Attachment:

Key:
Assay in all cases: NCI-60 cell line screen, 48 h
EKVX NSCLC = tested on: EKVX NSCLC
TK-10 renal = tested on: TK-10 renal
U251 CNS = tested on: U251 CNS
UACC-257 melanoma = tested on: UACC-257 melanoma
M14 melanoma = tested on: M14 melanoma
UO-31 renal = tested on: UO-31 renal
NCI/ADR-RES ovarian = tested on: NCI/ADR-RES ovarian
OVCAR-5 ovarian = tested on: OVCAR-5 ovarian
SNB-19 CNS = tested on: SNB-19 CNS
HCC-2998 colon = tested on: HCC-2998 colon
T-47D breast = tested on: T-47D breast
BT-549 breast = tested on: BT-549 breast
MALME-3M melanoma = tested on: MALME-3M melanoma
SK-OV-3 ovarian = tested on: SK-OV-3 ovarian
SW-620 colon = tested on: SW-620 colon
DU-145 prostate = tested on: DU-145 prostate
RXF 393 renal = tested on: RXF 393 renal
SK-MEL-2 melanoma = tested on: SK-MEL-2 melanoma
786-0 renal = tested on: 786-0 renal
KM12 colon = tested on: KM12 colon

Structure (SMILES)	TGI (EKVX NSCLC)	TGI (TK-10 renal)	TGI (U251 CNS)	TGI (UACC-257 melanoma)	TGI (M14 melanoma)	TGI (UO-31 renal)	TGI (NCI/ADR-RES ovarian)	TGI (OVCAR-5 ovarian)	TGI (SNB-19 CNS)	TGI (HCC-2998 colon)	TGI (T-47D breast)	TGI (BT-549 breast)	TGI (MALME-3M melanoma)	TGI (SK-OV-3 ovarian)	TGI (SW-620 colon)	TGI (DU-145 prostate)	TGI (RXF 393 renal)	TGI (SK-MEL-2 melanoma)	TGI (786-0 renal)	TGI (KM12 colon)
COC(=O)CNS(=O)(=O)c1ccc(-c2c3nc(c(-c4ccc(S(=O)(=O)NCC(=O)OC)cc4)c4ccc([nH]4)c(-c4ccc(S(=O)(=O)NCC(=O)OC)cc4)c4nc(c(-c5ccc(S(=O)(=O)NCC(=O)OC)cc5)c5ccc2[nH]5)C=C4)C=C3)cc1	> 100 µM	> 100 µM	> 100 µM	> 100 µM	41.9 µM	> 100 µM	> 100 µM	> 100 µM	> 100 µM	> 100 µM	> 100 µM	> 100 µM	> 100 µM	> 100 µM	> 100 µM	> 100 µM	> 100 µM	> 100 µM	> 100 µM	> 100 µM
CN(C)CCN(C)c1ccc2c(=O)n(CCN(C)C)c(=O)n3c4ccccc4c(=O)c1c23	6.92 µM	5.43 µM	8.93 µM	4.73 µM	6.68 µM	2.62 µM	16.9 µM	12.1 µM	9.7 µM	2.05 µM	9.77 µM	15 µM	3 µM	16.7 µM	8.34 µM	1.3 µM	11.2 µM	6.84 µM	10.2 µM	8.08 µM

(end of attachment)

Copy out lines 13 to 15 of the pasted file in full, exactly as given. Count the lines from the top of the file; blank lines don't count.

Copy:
T-47D breast = tested on: T-47D breast
BT-549 breast = tested on: BT-549 breast
MALME-3M melanoma = tested on: MALME-3M melanoma